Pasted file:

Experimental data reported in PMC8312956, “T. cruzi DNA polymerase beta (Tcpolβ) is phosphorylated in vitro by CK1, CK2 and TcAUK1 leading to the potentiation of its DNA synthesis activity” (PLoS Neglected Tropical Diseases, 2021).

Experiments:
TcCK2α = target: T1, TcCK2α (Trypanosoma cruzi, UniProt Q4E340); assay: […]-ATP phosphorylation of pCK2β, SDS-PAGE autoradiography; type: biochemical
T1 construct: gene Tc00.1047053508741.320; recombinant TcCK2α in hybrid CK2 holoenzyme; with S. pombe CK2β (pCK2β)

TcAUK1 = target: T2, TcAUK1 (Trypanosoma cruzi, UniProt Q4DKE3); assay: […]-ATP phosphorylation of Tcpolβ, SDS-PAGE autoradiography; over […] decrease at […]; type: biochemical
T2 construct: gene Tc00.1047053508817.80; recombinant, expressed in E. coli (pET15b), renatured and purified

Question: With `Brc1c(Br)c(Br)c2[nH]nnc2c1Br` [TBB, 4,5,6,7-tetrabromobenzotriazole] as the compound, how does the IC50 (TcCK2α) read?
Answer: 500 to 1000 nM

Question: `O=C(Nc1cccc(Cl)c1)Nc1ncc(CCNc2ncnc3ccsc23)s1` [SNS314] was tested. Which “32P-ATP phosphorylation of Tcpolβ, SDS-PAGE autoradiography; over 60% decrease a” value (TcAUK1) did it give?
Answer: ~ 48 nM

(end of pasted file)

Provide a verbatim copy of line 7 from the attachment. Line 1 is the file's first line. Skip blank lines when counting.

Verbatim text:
Question: With `Brc1c(Br)c(Br)c2[nH]nnc2c1Br` [TBB, 4,5,6,7-tetrabromobenzotriazole] as the compound, how does the IC50 (TcCK2α) read?